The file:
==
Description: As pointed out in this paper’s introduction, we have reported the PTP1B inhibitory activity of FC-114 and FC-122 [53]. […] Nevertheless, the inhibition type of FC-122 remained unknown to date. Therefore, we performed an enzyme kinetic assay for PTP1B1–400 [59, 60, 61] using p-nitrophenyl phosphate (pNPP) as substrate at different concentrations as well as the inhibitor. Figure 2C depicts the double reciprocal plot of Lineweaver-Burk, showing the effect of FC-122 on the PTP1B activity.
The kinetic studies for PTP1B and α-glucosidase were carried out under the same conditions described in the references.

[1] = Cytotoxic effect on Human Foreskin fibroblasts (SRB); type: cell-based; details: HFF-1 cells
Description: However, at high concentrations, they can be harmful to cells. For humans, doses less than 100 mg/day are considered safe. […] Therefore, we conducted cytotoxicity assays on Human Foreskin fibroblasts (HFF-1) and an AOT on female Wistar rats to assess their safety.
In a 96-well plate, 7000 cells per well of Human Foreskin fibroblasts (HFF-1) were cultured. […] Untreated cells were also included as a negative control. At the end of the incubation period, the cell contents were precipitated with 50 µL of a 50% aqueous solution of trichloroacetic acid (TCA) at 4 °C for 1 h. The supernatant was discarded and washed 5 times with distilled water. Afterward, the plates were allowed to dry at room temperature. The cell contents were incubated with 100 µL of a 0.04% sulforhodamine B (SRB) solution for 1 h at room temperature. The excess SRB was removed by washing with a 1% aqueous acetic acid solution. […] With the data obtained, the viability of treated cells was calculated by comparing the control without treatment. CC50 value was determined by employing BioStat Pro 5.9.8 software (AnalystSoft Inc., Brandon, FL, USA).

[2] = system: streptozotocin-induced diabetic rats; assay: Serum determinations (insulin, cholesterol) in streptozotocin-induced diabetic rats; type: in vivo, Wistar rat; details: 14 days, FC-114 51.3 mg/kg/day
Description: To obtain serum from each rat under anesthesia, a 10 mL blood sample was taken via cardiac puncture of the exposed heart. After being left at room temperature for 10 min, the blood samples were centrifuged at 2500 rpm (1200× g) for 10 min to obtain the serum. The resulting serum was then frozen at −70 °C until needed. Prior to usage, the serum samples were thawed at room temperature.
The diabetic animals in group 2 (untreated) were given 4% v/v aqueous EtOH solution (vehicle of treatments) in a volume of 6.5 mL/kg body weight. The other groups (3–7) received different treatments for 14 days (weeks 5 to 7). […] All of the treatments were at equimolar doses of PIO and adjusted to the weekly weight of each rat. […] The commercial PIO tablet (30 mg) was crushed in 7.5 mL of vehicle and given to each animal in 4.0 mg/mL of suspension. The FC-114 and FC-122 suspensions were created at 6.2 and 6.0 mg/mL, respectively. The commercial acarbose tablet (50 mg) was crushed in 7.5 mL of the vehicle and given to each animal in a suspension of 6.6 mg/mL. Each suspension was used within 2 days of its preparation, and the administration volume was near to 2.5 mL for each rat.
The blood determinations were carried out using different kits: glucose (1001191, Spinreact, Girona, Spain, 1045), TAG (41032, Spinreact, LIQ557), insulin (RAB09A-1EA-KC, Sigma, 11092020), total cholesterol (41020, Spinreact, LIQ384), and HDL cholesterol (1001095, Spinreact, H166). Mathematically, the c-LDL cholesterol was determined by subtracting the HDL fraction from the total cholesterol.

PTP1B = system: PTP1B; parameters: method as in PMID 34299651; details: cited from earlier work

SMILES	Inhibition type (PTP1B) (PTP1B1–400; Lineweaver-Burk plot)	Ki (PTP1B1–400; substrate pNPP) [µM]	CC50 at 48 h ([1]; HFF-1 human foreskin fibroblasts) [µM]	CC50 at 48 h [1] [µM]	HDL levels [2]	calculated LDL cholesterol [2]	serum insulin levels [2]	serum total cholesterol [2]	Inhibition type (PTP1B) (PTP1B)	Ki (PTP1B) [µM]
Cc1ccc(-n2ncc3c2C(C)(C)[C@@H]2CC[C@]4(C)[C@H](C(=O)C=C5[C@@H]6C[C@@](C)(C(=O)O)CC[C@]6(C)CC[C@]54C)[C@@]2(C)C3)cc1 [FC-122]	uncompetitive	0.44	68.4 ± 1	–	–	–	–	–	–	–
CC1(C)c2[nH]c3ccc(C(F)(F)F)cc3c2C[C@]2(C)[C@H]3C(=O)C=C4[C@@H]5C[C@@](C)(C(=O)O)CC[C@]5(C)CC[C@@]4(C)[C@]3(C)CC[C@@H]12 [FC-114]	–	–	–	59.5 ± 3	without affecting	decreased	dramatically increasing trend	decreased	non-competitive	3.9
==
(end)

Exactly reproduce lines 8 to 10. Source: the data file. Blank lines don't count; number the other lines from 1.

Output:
The diabetic animals in group 2 (untreated) were given 4% v/v aqueous EtOH solution (vehicle of treatments) in a volume of 6.5 mL/kg body weight. The other groups (3–7) received different treatments for 14 days (weeks 5 to 7). […] All of the treatments were at equimolar doses of PIO and adjusted to the weekly weight of each rat. […] The commercial PIO tablet (30 mg) was crushed in 7.5 mL of vehicle and given to each animal in 4.0 mg/mL of suspension. The FC-114 and FC-122 suspensions were created at 6.2 and 6.0 mg/mL, respectively. The commercial acarbose tablet (50 mg) was crushed in 7.5 mL of the vehicle and given to each animal in a suspension of 6.6 mg/mL. Each suspension was used within 2 days of its preparation, and the administration volume was near to 2.5 mL for each rat.
The blood determinations were carried out using different kits: glucose (1001191, Spinreact, Girona, Spain, 1045), TAG (41032, Spinreact, LIQ557), insulin (RAB09A-1EA-KC, Sigma, 11092020), total cholesterol (41020, Spinreact, LIQ384), and HDL cholesterol (1001095, Spinreact, H166). Mathematically, the c-LDL cholesterol was determined by subtracting the HDL fraction from the total cholesterol.

PTP1B = system: PTP1B; parameters: method as in PMID 34299651; details: cited from earlier work